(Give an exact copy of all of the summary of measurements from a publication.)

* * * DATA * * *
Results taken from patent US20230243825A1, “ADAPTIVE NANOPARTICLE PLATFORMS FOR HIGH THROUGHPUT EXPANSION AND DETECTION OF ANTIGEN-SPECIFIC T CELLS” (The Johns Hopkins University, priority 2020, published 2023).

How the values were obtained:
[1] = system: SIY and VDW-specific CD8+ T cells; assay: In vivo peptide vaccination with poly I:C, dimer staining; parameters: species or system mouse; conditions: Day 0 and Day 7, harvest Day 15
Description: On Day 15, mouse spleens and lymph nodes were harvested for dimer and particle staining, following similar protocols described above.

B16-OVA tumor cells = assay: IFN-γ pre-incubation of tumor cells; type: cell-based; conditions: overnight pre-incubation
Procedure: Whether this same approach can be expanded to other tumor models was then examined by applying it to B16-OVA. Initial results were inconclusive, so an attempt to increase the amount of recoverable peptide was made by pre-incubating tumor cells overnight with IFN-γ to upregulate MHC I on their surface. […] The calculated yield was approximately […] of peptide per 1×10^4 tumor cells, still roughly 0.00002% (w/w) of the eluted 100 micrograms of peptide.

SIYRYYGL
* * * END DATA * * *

Results taken from patent US20230243825A1, “ADAPTIVE NANOPARTICLE PLATFORMS FOR HIGH THROUGHPUT EXPANSION AND DETECTION OF ANTIGEN-SPECIFIC T CELLS” (The Johns Hopkins University, priority 2020, published 2023).

How the values were obtained:
[1] = system: SIY and VDW-specific CD8+ T cells; assay: In vivo peptide vaccination with poly I:C, dimer staining; parameters: species or system mouse; conditions: Day 0 and Day 7, harvest Day 15
Description: On Day 15, mouse spleens and lymph nodes were harvested for dimer and particle staining, following similar protocols described above.

B16-OVA tumor cells = assay: IFN-γ pre-incubation of tumor cells; type: cell-based; conditions: overnight pre-incubation
Procedure: Whether this same approach can be expanded to other tumor models was then examined by applying it to B16-OVA. Initial results were inconclusive, so an attempt to increase the amount of recoverable peptide was made by pre-incubating tumor cells overnight with IFN-γ to upregulate MHC I on their surface. […] The calculated yield was approximately […] of peptide per 1×10^4 tumor cells, still roughly 0.00002% (w/w) of the eluted 100 micrograms of peptide.

SIYRYYGL